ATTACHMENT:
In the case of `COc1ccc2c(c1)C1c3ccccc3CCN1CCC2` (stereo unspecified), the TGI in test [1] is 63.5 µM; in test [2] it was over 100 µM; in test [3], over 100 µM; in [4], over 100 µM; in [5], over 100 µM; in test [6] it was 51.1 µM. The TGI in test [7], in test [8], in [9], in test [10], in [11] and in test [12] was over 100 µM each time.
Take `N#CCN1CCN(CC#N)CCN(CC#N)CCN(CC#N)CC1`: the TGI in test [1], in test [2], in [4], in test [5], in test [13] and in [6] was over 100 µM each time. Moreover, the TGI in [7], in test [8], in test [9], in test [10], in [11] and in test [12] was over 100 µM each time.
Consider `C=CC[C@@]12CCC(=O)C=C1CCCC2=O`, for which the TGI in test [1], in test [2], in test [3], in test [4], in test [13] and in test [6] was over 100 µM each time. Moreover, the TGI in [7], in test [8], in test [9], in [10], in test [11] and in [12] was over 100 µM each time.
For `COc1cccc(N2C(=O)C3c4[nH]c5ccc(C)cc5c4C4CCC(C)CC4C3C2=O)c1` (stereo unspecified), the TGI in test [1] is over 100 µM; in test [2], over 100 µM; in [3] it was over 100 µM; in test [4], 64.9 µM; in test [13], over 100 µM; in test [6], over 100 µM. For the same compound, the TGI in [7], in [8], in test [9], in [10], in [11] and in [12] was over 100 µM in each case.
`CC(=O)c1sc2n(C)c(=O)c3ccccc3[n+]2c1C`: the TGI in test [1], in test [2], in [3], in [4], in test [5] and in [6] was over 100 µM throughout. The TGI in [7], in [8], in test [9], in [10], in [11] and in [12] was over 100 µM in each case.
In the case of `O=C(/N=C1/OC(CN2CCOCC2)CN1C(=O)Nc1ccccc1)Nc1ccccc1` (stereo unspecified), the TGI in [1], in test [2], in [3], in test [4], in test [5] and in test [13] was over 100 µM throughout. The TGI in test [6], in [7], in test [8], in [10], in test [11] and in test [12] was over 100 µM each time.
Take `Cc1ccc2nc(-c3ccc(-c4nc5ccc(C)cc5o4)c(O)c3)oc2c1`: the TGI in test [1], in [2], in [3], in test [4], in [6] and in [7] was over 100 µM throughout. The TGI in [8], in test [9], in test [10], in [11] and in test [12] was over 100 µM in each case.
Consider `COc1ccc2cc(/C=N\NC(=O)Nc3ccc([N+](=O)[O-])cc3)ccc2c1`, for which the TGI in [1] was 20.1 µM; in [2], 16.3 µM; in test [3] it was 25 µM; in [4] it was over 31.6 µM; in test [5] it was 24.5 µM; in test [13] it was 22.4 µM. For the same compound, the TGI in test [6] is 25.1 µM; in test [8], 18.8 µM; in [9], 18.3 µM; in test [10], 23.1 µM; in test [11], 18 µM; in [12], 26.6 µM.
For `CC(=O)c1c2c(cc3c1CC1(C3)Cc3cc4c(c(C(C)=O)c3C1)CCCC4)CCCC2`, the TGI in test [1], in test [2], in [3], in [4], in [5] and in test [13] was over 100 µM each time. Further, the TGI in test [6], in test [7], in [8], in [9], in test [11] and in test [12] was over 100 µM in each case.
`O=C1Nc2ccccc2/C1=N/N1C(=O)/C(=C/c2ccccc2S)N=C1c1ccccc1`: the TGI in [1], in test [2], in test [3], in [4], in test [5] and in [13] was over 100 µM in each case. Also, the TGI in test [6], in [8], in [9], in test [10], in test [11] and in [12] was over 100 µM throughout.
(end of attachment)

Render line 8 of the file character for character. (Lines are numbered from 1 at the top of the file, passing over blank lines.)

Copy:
Consider `COc1ccc2cc(/C=N\NC(=O)Nc3ccc([N+](=O)[O-])cc3)ccc2c1`, for which the TGI in [1] was 20.1 µM; in [2], 16.3 µM; in test [3] it was 25 µM; in [4] it was over 31.6 µM; in test [5] it was 24.5 µM; in test [13] it was 22.4 µM. For the same compound, the TGI in test [6] is 25.1 µM; in test [8], 18.8 µM; in [9], 18.3 µM; in test [10], 23.1 µM; in test [11], 18 µM; in [12], 26.6 µM.